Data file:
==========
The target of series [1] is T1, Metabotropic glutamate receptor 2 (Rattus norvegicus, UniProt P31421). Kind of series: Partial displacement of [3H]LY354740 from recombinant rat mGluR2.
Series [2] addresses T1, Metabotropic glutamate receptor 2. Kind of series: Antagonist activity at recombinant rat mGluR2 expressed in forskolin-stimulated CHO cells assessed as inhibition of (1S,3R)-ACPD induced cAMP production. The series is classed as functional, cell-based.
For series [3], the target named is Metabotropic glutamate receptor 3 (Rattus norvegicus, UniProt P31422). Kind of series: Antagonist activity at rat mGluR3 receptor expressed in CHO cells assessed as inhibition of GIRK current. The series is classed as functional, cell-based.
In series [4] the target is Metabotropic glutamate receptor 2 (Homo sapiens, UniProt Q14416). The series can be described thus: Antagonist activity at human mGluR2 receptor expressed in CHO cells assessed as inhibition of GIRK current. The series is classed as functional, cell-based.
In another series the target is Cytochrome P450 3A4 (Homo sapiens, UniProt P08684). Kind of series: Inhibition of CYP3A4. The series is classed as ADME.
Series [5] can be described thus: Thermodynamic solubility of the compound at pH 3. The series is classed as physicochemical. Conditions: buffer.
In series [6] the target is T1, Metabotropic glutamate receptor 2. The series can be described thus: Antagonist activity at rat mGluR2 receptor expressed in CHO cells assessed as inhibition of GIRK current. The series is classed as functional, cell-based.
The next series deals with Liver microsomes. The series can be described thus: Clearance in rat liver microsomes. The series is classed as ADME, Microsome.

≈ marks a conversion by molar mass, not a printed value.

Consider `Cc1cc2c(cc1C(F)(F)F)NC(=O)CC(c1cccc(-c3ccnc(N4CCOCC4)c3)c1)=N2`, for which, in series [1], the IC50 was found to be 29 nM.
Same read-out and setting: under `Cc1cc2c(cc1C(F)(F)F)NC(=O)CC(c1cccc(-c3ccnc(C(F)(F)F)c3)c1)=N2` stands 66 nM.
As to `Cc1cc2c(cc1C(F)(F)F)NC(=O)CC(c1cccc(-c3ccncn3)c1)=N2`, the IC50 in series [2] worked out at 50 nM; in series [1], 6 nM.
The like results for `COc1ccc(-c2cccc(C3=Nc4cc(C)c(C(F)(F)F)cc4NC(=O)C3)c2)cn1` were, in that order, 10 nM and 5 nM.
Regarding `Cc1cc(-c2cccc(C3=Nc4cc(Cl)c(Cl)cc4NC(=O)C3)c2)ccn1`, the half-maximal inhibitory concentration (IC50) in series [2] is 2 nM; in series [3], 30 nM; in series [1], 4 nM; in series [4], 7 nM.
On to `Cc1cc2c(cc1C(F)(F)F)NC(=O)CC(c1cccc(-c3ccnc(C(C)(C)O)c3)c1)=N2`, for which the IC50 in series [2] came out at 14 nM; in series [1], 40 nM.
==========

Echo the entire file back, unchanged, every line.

The target of series [1] is T1, Metabotropic glutamate receptor 2 (Rattus norvegicus, UniProt P31421). Kind of series: Partial displacement of [3H]LY354740 from recombinant rat mGluR2.
Series [2] addresses T1, Metabotropic glutamate receptor 2. Kind of series: Antagonist activity at recombinant rat mGluR2 expressed in forskolin-stimulated CHO cells assessed as inhibition of (1S,3R)-ACPD induced cAMP production. The series is classed as functional, cell-based.
For series [3], the target named is Metabotropic glutamate receptor 3 (Rattus norvegicus, UniProt P31422). Kind of series: Antagonist activity at rat mGluR3 receptor expressed in CHO cells assessed as inhibition of GIRK current. The series is classed as functional, cell-based.
In series [4] the target is Metabotropic glutamate receptor 2 (Homo sapiens, UniProt Q14416). The series can be described thus: Antagonist activity at human mGluR2 receptor expressed in CHO cells assessed as inhibition of GIRK current. The series is classed as functional, cell-based.
In another series the target is Cytochrome P450 3A4 (Homo sapiens, UniProt P08684). Kind of series: Inhibition of CYP3A4. The series is classed as ADME.
Series [5] can be described thus: Thermodynamic solubility of the compound at pH 3. The series is classed as physicochemical. Conditions: buffer.
In series [6] the target is T1, Metabotropic glutamate receptor 2. The series can be described thus: Antagonist activity at rat mGluR2 receptor expressed in CHO cells assessed as inhibition of GIRK current. The series is classed as functional, cell-based.
The next series deals with Liver microsomes. The series can be described thus: Clearance in rat liver microsomes. The series is classed as ADME, Microsome.

≈ marks a conversion by molar mass, not a printed value.

Consider `Cc1cc2c(cc1C(F)(F)F)NC(=O)CC(c1cccc(-c3ccnc(N4CCOCC4)c3)c1)=N2`, for which, in series [1], the IC50 was found to be 29 nM.
Same read-out and setting: under `Cc1cc2c(cc1C(F)(F)F)NC(=O)CC(c1cccc(-c3ccnc(C(F)(F)F)c3)c1)=N2` stands 66 nM.
As to `Cc1cc2c(cc1C(F)(F)F)NC(=O)CC(c1cccc(-c3ccncn3)c1)=N2`, the IC50 in series [2] worked out at 50 nM; in series [1], 6 nM.
The like results for `COc1ccc(-c2cccc(C3=Nc4cc(C)c(C(F)(F)F)cc4NC(=O)C3)c2)cn1` were, in that order, 10 nM and 5 nM.
Regarding `Cc1cc(-c2cccc(C3=Nc4cc(Cl)c(Cl)cc4NC(=O)C3)c2)ccn1`, the half-maximal inhibitory concentration (IC50) in series [2] is 2 nM; in series [3], 30 nM; in series [1], 4 nM; in series [4], 7 nM.
On to `Cc1cc2c(cc1C(F)(F)F)NC(=O)CC(c1cccc(-c3ccnc(C(C)(C)O)c3)c1)=N2`, for which the IC50 in series [2] came out at 14 nM; in series [1], 40 nM.